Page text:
At the back end of the Mobile World Congress in mid-February it was announced that Nokia would be integrating 3G Skype access into the N97. Despite more flashy unveilings I suggested it could "have the biggest long term repercussions of anything announced this week" and here's why...
Both O2 and Orange have blocked the sale of the Finnish company's latest (and arguably greatest) flagship handset on their networks over the inclusion of the VoIP software.
Speaking to Mobile Today, an operator which asked to remain anonymous said "This is another example of them trying to build an ecosystem that is all about Nokia and reduces the operator to a dumb pipe. Some people like 3 may be in a position where it could make sense to accept that. But if you spend upwards of £40m per year building your brand, you don't want to be just a dumb pipe do you? Nokia have tried several ways to own the customer over the years and operators have had to say no."
O2 was marginally less cold: "We are currently working with Nokia to understand their Skype service and the business model around it," it explained.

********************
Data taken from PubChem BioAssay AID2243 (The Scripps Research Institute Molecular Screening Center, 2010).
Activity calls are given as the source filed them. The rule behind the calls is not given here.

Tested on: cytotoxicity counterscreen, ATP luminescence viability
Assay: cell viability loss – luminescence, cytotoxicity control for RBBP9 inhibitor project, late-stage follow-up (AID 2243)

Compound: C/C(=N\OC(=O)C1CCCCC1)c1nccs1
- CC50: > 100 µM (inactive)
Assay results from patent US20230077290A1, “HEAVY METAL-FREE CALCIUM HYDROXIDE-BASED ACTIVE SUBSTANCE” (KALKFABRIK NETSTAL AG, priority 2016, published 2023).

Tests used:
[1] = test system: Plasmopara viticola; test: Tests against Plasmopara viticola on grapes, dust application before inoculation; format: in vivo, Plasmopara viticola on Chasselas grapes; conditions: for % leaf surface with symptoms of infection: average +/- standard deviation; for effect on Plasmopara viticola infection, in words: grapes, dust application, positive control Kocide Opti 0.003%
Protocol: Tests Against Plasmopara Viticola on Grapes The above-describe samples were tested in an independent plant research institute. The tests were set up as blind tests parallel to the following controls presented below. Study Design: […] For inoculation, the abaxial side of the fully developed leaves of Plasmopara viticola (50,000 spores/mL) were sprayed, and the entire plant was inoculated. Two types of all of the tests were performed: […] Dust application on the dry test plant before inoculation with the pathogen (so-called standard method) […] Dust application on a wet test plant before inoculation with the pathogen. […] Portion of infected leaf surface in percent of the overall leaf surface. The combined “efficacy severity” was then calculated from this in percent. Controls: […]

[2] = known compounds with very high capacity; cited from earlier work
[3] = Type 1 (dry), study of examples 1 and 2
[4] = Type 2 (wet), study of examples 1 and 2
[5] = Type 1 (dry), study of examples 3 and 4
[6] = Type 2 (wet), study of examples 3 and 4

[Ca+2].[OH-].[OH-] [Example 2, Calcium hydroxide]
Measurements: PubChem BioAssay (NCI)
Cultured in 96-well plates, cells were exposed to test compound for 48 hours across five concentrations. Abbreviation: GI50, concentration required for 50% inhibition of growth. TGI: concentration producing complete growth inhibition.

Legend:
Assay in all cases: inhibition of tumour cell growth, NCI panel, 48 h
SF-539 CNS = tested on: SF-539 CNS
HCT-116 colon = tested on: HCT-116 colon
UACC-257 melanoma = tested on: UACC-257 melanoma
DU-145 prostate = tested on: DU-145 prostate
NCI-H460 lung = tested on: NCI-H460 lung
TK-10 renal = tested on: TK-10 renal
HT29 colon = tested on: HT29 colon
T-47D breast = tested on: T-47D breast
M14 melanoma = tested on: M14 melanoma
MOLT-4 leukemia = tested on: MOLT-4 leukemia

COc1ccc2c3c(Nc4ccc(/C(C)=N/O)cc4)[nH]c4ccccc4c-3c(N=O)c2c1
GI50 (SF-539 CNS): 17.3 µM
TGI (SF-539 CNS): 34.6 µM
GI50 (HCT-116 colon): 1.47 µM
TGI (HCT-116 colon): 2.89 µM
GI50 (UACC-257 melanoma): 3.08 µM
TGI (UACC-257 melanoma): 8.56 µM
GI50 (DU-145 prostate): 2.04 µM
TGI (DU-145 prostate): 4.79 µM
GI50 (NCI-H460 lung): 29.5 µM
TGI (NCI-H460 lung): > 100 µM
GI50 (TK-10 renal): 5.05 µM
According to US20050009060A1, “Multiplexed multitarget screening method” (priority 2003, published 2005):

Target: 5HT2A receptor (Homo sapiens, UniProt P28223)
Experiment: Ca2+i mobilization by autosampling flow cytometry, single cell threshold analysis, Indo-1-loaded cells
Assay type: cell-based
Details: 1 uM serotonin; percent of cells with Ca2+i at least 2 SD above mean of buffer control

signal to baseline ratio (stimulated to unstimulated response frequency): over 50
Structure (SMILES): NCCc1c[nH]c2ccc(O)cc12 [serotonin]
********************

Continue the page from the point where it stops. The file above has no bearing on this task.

The problem for mobile networks however is that their future is that of a dumb pipe. There is no getting around it. The software is on the phone, the value is on the phone and networks are simply there to provide airtime and data. In fact soon enough, the non-geographic nature of VoIP will see even airtime rendered obsolete and networks will be little more than mobile ISPs - especially with the arrival of LTE. There's no margin in this for them but then again the Post Office wasn't too happy with the invention of email. It's called progress and they're going to have to suck it up.
To use another analogy: imagine being told by your broadband provider that it has the right to choose what software you can install on your PC and carries the ability to block it. That would simply be unheard of these days for any legal programme or service and VoIP certainly isn't illegal. Furthermore, as the smartphone is becoming ever more the mobile computer this is an inevitable and ongoing clash.
I understand your stress mobile networks, you've made billions under the existing infrastructure and will make far less under a new one but the game is changing now and there's nothing you can do about it. Besides, I'm sure 3 - and it's happy acceptance of Skype over its network via the progressive Skypephone series - will be happy to take all your business from you...
Update: Skype has been in touch with us and understandably it can't say too much, but certainly its heart is in the right place:
"Skype does not comment on rumours, however, our beliefs are clear. Skype believes that consumers should be entitled to an open Internet whenever and wherever they want to have a conversation."
Spot on fellas.